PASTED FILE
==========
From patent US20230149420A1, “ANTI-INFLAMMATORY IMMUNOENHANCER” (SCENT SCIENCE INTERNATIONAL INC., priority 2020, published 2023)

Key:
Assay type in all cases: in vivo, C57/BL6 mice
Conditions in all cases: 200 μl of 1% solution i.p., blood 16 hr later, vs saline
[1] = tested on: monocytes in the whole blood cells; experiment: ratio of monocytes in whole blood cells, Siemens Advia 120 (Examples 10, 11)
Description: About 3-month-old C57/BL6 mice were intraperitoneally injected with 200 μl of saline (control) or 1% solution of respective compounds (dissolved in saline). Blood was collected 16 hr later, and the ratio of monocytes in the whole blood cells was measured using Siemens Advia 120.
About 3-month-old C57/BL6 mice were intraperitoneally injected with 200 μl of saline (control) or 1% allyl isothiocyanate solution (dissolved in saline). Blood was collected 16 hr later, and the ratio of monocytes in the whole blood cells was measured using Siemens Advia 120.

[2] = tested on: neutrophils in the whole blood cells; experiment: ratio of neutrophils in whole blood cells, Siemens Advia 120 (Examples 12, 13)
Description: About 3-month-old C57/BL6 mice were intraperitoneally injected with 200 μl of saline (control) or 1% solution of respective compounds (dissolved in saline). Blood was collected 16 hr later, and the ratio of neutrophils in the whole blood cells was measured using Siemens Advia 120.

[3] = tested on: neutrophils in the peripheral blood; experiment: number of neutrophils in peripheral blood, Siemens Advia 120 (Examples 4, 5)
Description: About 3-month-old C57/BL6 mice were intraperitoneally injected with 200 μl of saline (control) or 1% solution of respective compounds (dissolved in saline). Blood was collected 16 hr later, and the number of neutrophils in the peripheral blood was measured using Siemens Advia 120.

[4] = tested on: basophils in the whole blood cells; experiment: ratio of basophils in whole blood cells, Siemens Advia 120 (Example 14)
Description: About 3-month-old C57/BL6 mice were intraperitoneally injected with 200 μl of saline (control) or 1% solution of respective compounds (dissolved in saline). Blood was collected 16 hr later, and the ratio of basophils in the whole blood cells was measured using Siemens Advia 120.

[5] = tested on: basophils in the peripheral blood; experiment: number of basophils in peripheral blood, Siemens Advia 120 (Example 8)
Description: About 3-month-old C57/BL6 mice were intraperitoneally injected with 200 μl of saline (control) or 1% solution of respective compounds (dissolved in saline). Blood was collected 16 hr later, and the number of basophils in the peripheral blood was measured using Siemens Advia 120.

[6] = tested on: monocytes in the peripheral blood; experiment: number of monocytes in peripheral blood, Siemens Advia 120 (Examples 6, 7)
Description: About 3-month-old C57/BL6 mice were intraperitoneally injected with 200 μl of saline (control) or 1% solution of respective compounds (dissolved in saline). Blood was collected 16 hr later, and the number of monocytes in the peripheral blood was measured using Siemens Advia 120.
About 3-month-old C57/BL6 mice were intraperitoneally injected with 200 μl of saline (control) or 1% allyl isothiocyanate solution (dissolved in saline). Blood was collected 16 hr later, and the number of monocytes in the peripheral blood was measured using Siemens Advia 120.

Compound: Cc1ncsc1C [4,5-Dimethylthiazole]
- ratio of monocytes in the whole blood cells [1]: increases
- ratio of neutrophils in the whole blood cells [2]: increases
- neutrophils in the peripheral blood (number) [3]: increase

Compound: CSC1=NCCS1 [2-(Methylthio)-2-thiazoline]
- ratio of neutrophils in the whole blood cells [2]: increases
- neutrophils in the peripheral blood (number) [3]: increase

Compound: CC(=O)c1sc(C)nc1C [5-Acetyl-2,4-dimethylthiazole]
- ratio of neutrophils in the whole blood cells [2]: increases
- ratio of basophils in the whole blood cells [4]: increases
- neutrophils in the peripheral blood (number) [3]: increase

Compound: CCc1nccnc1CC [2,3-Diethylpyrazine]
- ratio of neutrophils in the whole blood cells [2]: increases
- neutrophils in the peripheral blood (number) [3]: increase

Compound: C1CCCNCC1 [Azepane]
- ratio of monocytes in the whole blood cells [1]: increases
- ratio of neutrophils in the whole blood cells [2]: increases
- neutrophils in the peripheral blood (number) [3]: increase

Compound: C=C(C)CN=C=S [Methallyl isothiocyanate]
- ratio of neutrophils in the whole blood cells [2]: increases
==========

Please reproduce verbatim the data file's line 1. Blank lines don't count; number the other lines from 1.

From patent US20230149420A1, “ANTI-INFLAMMATORY IMMUNOENHANCER” (SCENT SCIENCE INTERNATIONAL INC., priority 2020, published 2023)